Q. I was very upset to read your response to a question about the blood thinner Coumadin. You listed several drugs that may interact with Coumadin; one of them was Tylenol.
I am a heart valve patient. My cardiologist is one of the most respected doctors in the country. He told me never to take any drug without clearing it with him first.
The one drug I am allowed to take without asking a doctor is Tylenol. After I read your column I became alarmed. I spoke to two cardiologists, an infectious disease doctor, a neurologist, an ophthalmologist, and two pharmacists. ALL said Tylenol was not incompatible with Coumadin.
You should do more research before responding to such inquiries. Please print a correction.
A. We are sorry we alarmed you. Most physicians realize that aspirin and other anti-inflammatory drugs can cause problems in combination with Coumadin. Despite research going back 30 years, few are aware that acetaminophen (Aspirin Free Anacin, Panadol, Tylenol) can also interact with this anticoagulant.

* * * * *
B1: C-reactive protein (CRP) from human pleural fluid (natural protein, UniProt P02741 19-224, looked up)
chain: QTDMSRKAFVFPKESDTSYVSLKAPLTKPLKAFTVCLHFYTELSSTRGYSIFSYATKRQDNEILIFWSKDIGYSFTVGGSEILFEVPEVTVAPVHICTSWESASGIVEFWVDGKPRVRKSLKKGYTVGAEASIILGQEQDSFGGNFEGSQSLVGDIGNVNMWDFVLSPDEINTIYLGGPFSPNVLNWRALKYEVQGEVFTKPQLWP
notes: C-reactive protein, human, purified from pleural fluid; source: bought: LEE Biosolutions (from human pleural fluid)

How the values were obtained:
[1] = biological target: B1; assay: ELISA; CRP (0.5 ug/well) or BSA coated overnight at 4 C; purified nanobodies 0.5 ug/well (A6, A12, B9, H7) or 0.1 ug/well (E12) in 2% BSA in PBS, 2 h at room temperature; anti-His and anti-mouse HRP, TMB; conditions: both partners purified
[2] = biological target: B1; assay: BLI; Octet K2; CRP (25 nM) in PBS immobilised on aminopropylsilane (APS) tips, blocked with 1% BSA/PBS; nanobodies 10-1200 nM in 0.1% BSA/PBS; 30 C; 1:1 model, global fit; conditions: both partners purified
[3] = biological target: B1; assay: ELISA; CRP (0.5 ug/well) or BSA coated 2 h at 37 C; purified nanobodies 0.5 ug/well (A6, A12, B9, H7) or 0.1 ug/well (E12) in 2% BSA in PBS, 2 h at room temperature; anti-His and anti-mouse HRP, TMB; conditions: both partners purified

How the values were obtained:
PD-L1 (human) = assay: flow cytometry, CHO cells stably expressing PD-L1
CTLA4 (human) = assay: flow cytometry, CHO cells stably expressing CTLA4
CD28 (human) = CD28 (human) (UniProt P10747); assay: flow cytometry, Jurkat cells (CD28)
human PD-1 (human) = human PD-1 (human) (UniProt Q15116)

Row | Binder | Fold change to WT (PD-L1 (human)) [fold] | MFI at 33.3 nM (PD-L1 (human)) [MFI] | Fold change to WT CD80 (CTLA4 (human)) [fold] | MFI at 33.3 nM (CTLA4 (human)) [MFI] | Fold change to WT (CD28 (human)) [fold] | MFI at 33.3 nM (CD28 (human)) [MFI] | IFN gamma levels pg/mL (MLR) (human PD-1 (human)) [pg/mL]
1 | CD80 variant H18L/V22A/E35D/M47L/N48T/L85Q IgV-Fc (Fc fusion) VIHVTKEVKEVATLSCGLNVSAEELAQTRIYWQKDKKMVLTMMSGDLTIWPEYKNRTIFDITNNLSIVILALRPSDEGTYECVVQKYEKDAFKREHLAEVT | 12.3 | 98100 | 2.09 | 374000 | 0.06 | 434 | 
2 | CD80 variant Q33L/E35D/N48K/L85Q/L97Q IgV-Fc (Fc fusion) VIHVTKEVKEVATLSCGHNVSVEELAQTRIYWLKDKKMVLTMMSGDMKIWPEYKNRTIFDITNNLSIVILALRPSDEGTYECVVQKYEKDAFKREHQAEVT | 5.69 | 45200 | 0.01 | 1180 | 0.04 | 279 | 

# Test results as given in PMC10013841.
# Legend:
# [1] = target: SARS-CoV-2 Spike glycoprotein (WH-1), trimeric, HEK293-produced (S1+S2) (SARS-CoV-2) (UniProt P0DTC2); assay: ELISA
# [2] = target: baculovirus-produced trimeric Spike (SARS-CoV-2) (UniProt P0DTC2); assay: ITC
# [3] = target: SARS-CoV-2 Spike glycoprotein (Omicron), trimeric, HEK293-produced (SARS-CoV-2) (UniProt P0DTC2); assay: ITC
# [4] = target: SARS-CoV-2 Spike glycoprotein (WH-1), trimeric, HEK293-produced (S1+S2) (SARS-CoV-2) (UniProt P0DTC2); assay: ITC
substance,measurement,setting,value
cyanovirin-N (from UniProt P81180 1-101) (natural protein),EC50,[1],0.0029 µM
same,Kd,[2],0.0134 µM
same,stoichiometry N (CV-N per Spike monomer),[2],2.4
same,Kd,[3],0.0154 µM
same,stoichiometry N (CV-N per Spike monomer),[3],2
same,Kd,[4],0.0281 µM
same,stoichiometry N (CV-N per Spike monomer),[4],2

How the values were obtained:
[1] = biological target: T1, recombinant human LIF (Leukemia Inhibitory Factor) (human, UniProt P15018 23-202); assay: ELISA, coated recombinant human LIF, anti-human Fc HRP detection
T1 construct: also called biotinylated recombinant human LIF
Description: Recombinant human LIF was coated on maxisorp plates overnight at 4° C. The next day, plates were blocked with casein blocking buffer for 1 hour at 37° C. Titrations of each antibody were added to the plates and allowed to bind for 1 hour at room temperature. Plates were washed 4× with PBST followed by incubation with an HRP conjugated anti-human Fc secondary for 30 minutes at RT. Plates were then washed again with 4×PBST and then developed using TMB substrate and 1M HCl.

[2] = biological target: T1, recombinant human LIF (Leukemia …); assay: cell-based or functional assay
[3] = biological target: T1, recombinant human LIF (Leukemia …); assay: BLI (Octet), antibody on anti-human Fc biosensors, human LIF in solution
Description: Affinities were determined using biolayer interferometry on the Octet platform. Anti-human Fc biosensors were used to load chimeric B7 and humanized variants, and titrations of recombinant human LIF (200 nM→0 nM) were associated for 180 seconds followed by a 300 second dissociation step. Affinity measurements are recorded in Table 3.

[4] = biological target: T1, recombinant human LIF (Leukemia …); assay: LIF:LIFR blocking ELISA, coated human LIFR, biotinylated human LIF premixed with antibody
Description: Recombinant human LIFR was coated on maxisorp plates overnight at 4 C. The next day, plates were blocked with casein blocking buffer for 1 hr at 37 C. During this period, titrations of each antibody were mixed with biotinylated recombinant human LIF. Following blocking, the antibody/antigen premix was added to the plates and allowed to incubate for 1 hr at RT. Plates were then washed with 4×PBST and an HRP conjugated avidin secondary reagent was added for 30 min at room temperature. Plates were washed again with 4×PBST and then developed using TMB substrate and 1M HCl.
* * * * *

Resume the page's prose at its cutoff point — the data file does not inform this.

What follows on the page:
Although it is safe for a patient on Coumadin to take Tylenol occasionally for a headache, regular use (more than a few days) could increase the risk of hemorrhage.
A study published in the Journal of the American Medical Association (March 4, 1998) showed that people who take fewer than three doses (six 325 mg tablets) per week have little to worry about, but just four tablets a day for a week result in 10 times the danger of bleeding. More recent studies in the European Journal of Clinical Pharmacology (March, 2011) and Pharmacotherapy (June, 2011) confirms this link in some patients.
Anyone taking Coumadin should be aware of all potential incompatibilities. We’re sending you our FREE Guides to Food, Drug and Coumadin Interactions which describe many of these problems in greater detail.